The program I’m teaching at Musibambino in New York is one that I’ve never experienced before. All the learning process, including some boring or more difficult things in solfège, is taught through songs so I’m singing the whole time in my classes, and we have special songs and activities for each and every musical knowledge we’re trying to pass on.

I am also presenting different instruments to the children every week so that they get to hear, touch and even try them themselves so it is every time a different class and every time a different performance. I bring a lot of my own classical and jazz references to the program too, so I sing songs I love and could sing in my own concerts as well.

I think teaching is crucial when you are an artist. You never stop learning yourself and this way, you keep passing on to others and improving.

The thing that would change would be my position. As a performer, I do whatever I want with my performances. I can choose my band, my style, what I want to give or transmit to people in this particular night or time of my life. As a teacher, it is not about me but about the students, what can they receive from me right now, how can I engage them in understanding what I’m talking about and in revealing their own talent and love for expressing themselves through this media.

How does your french background play out with the kids in your class?

I teach classes in English, French and Spanish. Every class has a repertoire adapted to the language of the class, obviously. I choose traditional, children’s or popular songs in each language to make my students relate to it more and in order for them to follow easily and learn them.

In all my classes I try to include some French songs and/or music history because a lot of European classical music is very ingrained in French and European history and culture too, in a lot of the songs and instruments used, the accordion for example!

I always play “Sur le Pont d’Avignon” when I play the accordion! French kids that come to my classes in New York can relate to me more. I think because it’s homey for them to hear someone other than their parents talking and singing songs they know in their mother tongue.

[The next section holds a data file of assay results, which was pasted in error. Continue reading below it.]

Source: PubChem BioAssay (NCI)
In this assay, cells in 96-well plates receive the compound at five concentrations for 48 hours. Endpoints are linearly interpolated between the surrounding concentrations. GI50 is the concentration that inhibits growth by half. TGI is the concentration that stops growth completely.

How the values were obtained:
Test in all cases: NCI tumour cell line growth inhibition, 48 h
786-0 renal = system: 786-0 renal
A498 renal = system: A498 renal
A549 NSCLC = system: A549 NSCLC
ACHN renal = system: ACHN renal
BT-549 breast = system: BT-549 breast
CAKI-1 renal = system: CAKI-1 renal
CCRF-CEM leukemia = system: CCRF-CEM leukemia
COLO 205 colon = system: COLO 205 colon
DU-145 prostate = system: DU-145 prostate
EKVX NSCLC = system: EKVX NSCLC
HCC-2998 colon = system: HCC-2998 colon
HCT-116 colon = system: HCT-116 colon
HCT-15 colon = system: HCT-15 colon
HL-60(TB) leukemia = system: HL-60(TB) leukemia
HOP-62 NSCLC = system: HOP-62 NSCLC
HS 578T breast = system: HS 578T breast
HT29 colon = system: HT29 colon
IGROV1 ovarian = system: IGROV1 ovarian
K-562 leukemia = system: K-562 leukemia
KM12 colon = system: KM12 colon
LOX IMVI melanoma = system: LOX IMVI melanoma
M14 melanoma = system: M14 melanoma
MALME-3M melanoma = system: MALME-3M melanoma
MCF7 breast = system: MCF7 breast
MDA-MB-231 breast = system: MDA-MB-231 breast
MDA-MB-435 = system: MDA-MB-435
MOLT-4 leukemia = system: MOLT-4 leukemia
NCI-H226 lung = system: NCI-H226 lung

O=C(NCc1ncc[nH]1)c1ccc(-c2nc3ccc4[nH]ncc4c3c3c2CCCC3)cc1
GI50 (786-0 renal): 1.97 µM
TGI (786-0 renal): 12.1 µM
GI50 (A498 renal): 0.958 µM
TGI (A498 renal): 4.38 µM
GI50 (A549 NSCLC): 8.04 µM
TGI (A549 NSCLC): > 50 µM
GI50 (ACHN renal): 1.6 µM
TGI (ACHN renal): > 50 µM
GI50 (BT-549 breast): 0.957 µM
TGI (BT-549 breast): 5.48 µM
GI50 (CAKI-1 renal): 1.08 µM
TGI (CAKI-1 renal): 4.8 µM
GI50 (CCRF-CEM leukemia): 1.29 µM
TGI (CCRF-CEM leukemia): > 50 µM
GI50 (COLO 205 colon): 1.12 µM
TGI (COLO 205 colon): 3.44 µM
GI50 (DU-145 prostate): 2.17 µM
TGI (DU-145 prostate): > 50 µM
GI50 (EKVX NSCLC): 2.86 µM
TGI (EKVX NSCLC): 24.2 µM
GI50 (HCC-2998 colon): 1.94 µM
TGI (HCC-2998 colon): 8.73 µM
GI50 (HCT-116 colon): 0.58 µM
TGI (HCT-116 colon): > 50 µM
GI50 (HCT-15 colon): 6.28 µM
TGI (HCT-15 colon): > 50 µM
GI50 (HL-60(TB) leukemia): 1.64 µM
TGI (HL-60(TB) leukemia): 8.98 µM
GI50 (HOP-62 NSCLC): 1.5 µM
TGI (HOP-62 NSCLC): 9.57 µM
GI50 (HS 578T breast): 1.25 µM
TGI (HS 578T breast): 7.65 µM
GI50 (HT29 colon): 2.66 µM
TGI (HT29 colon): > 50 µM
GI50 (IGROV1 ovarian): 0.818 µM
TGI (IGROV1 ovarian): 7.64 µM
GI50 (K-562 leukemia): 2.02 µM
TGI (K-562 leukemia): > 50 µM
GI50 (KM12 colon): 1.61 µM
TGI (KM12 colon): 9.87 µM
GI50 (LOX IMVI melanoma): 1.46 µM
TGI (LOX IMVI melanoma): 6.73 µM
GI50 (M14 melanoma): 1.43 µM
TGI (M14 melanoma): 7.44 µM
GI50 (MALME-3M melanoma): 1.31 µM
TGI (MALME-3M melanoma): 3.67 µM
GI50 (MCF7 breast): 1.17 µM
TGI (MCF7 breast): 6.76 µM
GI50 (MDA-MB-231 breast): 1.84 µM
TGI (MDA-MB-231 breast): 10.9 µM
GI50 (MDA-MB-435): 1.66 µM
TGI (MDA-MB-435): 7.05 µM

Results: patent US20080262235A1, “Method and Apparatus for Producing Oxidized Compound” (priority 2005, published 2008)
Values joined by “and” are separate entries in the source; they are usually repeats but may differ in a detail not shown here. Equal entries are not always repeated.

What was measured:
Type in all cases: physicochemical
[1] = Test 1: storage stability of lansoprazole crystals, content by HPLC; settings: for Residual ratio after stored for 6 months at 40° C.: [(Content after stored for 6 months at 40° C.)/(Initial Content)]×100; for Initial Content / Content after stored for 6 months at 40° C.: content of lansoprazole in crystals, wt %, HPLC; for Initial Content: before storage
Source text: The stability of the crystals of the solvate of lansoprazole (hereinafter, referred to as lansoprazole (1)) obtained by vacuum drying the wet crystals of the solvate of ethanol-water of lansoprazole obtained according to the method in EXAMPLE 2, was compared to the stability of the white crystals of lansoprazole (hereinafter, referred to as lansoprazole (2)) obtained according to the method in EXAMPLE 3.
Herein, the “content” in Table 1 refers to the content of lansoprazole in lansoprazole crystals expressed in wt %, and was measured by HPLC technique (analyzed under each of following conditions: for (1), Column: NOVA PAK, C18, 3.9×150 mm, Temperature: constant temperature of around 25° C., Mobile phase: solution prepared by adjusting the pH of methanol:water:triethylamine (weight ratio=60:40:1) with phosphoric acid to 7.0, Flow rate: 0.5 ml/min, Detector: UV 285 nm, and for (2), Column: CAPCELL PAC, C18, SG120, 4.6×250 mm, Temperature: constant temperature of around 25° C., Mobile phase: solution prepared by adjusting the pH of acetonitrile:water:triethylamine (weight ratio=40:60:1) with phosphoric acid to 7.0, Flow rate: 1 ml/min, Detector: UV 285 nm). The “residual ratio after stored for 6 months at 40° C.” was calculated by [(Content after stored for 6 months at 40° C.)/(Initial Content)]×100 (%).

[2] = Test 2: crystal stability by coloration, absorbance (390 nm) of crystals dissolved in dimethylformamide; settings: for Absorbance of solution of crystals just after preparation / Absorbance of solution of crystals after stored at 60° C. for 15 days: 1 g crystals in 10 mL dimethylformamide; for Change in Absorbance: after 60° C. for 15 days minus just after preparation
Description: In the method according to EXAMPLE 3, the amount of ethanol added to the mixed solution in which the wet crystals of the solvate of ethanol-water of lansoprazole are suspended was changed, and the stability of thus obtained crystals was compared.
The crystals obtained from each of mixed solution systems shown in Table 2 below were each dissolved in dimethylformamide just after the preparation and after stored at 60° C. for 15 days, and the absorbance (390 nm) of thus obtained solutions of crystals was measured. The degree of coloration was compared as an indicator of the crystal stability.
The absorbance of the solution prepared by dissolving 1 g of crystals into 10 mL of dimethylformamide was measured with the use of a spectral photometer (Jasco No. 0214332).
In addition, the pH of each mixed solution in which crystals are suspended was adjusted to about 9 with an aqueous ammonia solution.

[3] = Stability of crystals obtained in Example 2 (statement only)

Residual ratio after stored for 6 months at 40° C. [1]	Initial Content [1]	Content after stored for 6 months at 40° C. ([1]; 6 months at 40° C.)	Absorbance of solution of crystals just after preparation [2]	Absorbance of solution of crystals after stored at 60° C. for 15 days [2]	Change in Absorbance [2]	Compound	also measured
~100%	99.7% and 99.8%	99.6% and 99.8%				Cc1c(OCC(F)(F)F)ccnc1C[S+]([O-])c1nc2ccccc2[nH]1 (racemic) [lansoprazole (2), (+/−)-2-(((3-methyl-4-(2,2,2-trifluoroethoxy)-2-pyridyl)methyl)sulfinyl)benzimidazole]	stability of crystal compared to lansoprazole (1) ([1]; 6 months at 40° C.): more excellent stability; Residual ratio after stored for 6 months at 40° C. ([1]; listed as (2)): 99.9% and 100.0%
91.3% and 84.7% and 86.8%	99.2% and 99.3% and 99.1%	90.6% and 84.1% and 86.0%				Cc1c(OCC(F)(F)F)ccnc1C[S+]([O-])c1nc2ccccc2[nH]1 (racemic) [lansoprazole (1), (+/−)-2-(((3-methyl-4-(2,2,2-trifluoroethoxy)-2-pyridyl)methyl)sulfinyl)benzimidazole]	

For jazz though, it is definitely the American song book and Broadway shows that inspire the classes.

Were some American kids more interested in French culture after your classes?

I think so. They were curious about hearing me talking and singing in another language. It’s very stimulating for them at this age to already get what cultural differences are and that people all over the world have different languages and different references, but also in the end, you can overcome all that through a common understanding and experience in music.

What does performing at Coucou mean to you as an expat?

I love Coucou very much and if I wasn’t French myself, I would definitely want to take classes there ! (laughs)

I actually would love to teach French or music at this incredible school.

I think you guys have a very similar vision of teaching that I do in my music school.

You also have a particular unique program adapted to each and every student and their different levels and you include all the cultural references in it which I believe to be one of the most important aspects of teaching. This makes it whole, giving it a purpose, a sense in the world and life of every student. It’s not just to learn French or learn music. It is mostly to meet people and learn how to communicate better with them and so, exchange more and express yourself with more means. It’s about bringing people closer together.

I am very happy and grateful to have performed at Coucou on June 3rd!

I’ve loved Coucou since the first time I went there. It is a very sweet, open, kind, sharing community of French speakers in New York, that is doing an amazing job to promote our beautiful language and culture and making it more accessible to all.